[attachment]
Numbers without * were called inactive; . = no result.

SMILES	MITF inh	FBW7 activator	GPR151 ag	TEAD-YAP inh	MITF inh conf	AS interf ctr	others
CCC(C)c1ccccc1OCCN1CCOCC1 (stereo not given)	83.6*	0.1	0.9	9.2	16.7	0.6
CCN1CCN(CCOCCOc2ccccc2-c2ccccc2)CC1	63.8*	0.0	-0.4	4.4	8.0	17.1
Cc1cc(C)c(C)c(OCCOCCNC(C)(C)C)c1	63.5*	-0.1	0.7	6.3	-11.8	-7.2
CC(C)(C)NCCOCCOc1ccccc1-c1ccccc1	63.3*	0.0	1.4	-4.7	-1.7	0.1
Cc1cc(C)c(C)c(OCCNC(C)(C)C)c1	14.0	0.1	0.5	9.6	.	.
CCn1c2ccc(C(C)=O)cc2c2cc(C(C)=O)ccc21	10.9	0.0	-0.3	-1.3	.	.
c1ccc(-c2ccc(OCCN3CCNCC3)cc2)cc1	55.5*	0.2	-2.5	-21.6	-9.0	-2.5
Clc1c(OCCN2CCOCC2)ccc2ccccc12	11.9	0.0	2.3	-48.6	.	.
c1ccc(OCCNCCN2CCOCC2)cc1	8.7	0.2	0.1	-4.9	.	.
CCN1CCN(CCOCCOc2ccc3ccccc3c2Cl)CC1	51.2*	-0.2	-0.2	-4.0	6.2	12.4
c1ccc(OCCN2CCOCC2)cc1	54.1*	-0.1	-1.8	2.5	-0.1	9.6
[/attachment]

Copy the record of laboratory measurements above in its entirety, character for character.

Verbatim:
Numbers without * were called inactive; . = no result.

SMILES	MITF inh	FBW7 activator	GPR151 ag	TEAD-YAP inh	MITF inh conf	AS interf ctr	others
CCC(C)c1ccccc1OCCN1CCOCC1 (stereo not given)	83.6*	0.1	0.9	9.2	16.7	0.6
CCN1CCN(CCOCCOc2ccccc2-c2ccccc2)CC1	63.8*	0.0	-0.4	4.4	8.0	17.1
Cc1cc(C)c(C)c(OCCOCCNC(C)(C)C)c1	63.5*	-0.1	0.7	6.3	-11.8	-7.2
CC(C)(C)NCCOCCOc1ccccc1-c1ccccc1	63.3*	0.0	1.4	-4.7	-1.7	0.1
Cc1cc(C)c(C)c(OCCNC(C)(C)C)c1	14.0	0.1	0.5	9.6	.	.
CCn1c2ccc(C(C)=O)cc2c2cc(C(C)=O)ccc21	10.9	0.0	-0.3	-1.3	.	.
c1ccc(-c2ccc(OCCN3CCNCC3)cc2)cc1	55.5*	0.2	-2.5	-21.6	-9.0	-2.5
Clc1c(OCCN2CCOCC2)ccc2ccccc12	11.9	0.0	2.3	-48.6	.	.
c1ccc(OCCNCCN2CCOCC2)cc1	8.7	0.2	0.1	-4.9	.	.
CCN1CCN(CCOCCOc2ccc3ccccc3c2Cl)CC1	51.2*	-0.2	-0.2	-4.0	6.2	12.4
c1ccc(OCCN2CCOCC2)cc1	54.1*	-0.1	-1.8	2.5	-0.1	9.6